From an employee perspective however, free hot meals can have negative effects, if not executed properly. A heavy meal can negatively impact worker performance, and in the long run, can lead to weight gain. Furthermore, some argue the shorter lunch breaks caused by on-site meals can negatively impact employee wellbeing over time.

Free lunch also brings intangible benefits. We emphasised in a previous article the significance of community spirit in any office. By offering lunch in a single place, employees are more likely to eat with each other, rather than head their own separate ways, increasing the likelihood of relationships across the country developing.

So we have (loosely) proven that free lunch can bring net benefits to a successful business like Google. But does free lunch work for all businesses? No.

Massive businesses, hiring thousands of employees on a single site, may enjoy a larger economy of scale, but equally they may find it harder to monitor and control the free food. Smaller businesses are the least likely to offer free meals. Though it may be an emerging trend, particularly with Silicon Valley startups, most small businesses may not be able to invest in the facilities and staff for free office meals. Such businesses may instead decide to invest in something similar, like free snacks.

Free lunch works for most businesses that demand a lot from workers. Some businesses take the investment in such perks even further- for example, Google offers free laundry services in many offices for its employees. Such perks are luxuries- but through increasing employee satisfaction, and minimising time wasted by employees, investment in these things can provide significant benefits for the firm.

*warning- an avalanche of assumptions is imminent...
Mohammad Lone Editor

Tuesday, 15 August 2017

The Office - To Hot Desk, Cold Desk, or not Desk At All?


Can businesses increase their employee productivity if they let them work from anywhere- even from home?



Last week we discussed how businesses can work to keep their employees satisfied- we learnt how features of a job such as a trusting employee-employer relationship, the design of an office space, and a community atmosphere were crucial in keeping employees happy.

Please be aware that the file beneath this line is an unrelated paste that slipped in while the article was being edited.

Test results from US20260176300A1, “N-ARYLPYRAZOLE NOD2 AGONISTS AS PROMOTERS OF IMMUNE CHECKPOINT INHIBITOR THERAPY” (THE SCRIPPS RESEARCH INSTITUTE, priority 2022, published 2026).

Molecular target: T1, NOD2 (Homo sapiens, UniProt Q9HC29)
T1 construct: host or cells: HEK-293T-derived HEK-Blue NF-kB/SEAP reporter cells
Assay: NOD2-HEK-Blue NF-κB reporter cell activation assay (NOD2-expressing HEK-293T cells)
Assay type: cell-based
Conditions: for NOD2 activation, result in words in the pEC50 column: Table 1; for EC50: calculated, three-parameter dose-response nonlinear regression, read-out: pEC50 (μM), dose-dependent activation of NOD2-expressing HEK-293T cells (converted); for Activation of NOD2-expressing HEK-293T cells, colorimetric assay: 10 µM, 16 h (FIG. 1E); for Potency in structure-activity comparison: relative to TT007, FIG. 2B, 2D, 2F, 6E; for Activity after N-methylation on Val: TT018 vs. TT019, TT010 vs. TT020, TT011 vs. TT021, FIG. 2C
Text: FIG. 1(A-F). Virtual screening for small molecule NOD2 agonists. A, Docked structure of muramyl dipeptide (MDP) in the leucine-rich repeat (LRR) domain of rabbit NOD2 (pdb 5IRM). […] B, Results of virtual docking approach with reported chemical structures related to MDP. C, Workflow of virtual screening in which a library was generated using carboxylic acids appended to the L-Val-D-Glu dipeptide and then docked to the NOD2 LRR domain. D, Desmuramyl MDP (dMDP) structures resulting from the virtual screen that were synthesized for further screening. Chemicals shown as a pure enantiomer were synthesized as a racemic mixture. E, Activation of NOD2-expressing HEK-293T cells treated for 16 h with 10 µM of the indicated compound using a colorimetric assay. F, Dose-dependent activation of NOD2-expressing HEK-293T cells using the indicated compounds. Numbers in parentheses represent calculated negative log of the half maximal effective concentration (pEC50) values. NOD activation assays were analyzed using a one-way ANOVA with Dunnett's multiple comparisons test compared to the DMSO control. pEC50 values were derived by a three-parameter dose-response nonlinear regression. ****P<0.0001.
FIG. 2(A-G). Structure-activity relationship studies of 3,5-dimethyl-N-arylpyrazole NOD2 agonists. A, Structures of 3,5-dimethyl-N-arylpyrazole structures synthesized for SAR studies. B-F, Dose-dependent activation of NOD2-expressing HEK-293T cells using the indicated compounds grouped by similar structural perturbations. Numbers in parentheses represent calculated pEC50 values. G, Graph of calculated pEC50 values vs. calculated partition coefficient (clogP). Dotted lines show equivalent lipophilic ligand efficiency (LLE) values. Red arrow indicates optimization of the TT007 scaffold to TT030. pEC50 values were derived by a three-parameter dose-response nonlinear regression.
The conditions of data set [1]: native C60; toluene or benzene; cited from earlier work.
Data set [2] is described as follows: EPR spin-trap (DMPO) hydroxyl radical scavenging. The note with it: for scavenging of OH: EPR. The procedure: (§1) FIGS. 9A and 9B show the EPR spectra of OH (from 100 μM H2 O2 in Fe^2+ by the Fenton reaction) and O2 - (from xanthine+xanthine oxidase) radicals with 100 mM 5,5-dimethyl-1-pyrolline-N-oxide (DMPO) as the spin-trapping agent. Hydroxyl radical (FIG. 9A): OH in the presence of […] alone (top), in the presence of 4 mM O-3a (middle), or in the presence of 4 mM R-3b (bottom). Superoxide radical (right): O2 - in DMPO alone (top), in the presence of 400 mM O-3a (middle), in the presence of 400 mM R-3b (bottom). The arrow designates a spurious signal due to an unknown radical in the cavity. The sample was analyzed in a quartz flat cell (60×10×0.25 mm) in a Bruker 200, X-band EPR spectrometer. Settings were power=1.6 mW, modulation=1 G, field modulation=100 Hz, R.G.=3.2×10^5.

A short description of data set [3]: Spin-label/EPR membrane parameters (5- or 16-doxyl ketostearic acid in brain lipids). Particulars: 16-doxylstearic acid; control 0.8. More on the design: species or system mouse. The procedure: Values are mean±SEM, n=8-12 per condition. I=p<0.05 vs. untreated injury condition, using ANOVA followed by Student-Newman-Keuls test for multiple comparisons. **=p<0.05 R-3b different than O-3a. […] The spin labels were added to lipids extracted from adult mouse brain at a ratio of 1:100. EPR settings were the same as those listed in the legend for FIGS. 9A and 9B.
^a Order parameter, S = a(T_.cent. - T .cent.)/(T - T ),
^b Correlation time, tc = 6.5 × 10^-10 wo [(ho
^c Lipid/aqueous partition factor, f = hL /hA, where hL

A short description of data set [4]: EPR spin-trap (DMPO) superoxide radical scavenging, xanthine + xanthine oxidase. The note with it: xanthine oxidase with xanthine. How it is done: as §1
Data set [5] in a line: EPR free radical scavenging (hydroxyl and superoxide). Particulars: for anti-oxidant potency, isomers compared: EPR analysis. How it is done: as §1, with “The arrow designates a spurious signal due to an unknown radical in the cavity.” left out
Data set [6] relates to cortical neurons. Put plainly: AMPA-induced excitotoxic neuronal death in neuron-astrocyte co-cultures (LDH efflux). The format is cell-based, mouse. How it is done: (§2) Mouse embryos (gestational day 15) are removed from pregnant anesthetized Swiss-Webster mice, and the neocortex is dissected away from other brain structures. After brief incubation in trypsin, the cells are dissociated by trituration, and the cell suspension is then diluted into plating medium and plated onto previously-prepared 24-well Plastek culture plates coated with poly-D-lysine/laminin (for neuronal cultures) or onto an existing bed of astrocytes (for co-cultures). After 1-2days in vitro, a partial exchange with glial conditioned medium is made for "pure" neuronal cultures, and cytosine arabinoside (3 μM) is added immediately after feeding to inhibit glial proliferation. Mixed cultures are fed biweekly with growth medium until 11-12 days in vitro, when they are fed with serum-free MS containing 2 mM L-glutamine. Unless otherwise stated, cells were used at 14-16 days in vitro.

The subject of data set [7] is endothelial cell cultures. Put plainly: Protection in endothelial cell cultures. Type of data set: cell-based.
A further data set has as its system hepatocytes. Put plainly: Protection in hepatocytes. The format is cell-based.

But this is not the end of the story- productivity is key, as it is the ultimate result of all the satisfaction and hard work put in by employees. Productivity is arguably the ultimate aim of any firm- it directly determines the overall output.

Like with employee satisfaction, the methods of improving productivity range from massive scale to very small details. The first feature we'll talk about today is

We mentioned last week that the atmosphere and design of an office can have significant psychological effects on those working in it. But the design of an office is equally crucial in determining productivity.

The traditional office that we are perhaps accustomed to is one that is desk-based, perhaps in cubicles or small sections, with each employee assigned their own desk to keep. However, a recent trend has emerged of what is called 'hot-desking'- where no employee actually has their own desk, but they are instead expected to come into work, unpack their things onto any open desk, and pack everything back up at the end of the day.

Could empty desks be part and parcel of the office
of the future?
On the plus side, hot-desking is argued to save employers rather significant amounts of money. A study from Vodafone UK, whose Newbury HQ is entirely hot-desk based, £5,746 could be saved per desk per year if an office is hot-desked. What's more, many argue that the nomadic behaviour brought on by hot-desking increases the opportunity for employees in a business to work with and get to know more people in the company, improving office relations.

However, hot-desking has a number of reasons to be unpopular for. Some employees see their desk as a 'home away from home', often adorning it with photos, decorations, and also organisational aids, like a whiteboard. The lack of their own desk also reduces the potential for employees to store their items at work- instead they have to take things home each day. Hot desking removes this possibility, due to the fact that employees have to clear their desks at the end of every day. From a direct productivity standpoint, there are time savings to be had from a traditional assigned desk policy, particularly when accounting for the time each employee must spend setting and packing up each day, which may be small on a daily basis but add up over time.